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Why do epilepsy and mental health conditions often occur together?

Research awardFellows Award programme

Funding period2018-2021

InstitutionKEMRI-Wellcome Trust Research Programme

LocationKenya

Conditions

Dr Symon Kariuki is looking at genetic information from sub-Saharan African populations to understand more about epilepsy and mental illness. 

The project

Studies have shown that epilepsy, a neurological disorder where people have a tendency to experience seizures, often co-occurs with mental health conditions.

And it is thought that genetics are key to understanding why that is the case. 

Dr Symon Kariuki will be investigating which genetic risk factors are involved in epilepsy and mental health conditions, offering hope of improved treatments for those affected.

The process

Genetic codes in DNA give the instructions for how our bodies are built.

We know that certain codes can put someone at a greater risk of developing diseases and can be used to understand which pathways might be going awry.

Symon is interested in discovering the genetic risk factors that put someone at increased vulnerability to epilepsy and mental illness.

He’ll be working with genetic samples from his research site in Kenya, where there’s a high prevalence of these conditions but treatment is often unavailable.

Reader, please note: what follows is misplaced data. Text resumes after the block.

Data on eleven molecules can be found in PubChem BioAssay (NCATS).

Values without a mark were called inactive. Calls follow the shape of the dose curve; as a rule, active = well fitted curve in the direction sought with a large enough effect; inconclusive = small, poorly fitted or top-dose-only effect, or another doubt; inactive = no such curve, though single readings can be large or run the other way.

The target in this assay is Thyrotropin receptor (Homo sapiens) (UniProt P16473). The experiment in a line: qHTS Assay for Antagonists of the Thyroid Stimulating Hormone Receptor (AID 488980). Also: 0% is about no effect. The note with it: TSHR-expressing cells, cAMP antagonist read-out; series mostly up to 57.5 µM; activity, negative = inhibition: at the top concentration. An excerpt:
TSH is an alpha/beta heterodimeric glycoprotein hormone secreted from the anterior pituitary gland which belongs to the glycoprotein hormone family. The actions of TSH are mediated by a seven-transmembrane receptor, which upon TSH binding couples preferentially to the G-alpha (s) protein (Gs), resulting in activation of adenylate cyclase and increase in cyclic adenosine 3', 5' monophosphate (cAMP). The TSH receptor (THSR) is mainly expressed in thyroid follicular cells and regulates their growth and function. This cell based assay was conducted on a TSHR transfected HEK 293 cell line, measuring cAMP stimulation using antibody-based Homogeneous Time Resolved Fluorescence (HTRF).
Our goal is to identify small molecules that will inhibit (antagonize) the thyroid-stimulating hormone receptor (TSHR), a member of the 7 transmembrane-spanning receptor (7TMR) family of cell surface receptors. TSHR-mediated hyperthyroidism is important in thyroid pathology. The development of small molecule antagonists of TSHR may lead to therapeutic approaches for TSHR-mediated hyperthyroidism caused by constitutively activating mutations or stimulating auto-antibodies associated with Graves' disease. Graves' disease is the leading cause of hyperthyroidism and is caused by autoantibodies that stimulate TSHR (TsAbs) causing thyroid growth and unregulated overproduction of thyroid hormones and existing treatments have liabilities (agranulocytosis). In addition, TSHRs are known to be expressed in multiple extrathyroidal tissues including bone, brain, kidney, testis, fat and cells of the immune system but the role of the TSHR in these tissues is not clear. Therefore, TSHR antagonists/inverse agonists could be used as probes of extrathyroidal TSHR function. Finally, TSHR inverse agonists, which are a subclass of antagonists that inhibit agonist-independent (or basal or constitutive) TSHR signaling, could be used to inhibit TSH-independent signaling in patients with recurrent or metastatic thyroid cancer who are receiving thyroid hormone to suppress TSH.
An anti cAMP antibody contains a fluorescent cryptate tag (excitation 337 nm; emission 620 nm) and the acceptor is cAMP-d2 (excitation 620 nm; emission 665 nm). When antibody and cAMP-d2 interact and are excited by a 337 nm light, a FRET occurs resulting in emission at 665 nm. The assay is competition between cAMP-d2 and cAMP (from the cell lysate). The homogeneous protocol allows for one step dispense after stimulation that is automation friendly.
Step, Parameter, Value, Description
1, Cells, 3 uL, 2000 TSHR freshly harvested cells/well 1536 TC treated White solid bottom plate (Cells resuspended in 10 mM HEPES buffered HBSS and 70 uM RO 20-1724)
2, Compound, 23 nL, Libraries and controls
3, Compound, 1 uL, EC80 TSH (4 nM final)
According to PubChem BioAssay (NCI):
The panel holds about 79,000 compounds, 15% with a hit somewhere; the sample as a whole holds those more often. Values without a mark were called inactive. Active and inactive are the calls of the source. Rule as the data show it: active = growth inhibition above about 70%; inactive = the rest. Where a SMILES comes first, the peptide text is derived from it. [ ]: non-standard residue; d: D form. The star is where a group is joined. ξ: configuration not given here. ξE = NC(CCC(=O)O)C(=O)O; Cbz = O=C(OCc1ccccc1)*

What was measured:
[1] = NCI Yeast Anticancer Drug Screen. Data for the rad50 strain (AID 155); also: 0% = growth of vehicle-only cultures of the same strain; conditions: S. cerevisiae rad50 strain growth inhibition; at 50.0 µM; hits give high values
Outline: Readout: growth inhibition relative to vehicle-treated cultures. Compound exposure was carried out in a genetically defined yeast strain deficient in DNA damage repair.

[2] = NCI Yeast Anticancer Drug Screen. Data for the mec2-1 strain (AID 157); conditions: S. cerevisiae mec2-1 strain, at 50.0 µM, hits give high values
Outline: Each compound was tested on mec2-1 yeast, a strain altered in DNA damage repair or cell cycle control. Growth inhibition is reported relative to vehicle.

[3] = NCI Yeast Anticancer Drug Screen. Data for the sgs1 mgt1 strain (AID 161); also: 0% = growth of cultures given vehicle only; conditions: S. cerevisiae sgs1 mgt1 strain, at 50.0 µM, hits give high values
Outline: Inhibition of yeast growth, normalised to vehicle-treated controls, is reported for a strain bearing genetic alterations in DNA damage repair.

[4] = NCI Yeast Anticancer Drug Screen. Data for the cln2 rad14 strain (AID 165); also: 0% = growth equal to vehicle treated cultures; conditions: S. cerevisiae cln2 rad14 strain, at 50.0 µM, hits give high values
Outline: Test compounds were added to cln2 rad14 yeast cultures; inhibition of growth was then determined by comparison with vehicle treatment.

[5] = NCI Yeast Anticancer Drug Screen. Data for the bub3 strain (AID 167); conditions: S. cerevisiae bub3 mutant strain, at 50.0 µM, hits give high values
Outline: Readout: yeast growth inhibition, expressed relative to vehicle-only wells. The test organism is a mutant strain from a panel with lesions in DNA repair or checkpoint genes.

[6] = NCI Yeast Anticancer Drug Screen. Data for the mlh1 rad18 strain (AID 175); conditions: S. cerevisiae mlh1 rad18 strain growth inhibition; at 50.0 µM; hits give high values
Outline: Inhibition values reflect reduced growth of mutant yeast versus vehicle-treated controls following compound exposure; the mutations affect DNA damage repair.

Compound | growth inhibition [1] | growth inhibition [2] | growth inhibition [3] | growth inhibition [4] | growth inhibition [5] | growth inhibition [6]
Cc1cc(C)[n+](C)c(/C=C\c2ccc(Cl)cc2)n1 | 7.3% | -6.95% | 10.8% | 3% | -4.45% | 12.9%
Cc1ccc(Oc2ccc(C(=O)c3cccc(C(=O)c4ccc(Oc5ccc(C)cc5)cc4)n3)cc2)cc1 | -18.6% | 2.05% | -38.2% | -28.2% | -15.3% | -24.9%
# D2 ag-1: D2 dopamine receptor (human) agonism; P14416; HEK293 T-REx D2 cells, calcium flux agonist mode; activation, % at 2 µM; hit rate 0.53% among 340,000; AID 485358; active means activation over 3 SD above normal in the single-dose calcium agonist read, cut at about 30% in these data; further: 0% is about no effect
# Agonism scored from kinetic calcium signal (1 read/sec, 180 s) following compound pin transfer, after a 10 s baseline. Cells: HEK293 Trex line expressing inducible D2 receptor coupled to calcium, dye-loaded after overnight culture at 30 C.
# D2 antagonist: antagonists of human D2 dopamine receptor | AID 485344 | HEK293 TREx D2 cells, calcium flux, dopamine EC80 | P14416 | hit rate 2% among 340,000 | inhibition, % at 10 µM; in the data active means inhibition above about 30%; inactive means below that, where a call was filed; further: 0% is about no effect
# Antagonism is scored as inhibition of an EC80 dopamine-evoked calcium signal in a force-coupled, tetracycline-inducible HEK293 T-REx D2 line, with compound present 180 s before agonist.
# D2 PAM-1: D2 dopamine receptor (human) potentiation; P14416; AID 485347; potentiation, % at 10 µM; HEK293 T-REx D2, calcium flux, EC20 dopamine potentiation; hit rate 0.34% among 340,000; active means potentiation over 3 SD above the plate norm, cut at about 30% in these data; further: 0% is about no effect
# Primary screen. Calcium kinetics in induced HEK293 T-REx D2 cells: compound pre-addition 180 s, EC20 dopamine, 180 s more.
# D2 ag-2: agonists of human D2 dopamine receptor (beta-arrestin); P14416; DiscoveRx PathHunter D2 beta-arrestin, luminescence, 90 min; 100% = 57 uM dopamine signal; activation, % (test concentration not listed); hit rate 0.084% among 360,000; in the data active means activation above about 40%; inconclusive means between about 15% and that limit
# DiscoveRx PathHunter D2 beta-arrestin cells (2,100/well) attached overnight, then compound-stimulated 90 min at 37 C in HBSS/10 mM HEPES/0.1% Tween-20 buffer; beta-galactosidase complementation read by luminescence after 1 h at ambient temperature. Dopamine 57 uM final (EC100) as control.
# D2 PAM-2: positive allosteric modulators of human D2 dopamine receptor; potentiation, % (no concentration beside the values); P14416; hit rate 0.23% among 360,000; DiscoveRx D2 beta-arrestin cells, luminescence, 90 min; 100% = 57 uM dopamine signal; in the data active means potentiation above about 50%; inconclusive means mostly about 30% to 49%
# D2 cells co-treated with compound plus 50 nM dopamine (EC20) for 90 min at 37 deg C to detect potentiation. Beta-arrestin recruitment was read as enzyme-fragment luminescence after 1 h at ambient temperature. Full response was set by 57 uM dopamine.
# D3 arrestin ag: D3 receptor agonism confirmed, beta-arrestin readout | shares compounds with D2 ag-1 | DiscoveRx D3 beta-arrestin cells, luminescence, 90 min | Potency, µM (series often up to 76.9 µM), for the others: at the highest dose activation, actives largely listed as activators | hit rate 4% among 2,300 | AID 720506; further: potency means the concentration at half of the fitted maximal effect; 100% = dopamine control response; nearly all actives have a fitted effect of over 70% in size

He’ll compare the genetic information of people with epilepsy, psychosis and other mental health conditions to those of healthy people. He'll also examine if there are shared genetic information among the three neurological and mental health conditions. Any differences will highlight which genetic combinations could be putting someone at a greater risk.

The potential 

Discovering genetic risk factors associated with these conditions enables us to understand more about how they develop and identify new opportunities for treatment.

African populations have a greater diversity in their genes but at the moment, most genetic research involves caucasian people. This novel approach - of studying different ethnicities – offers potential to find important new genetic risk factors, which could impact mental health care on a global scale.

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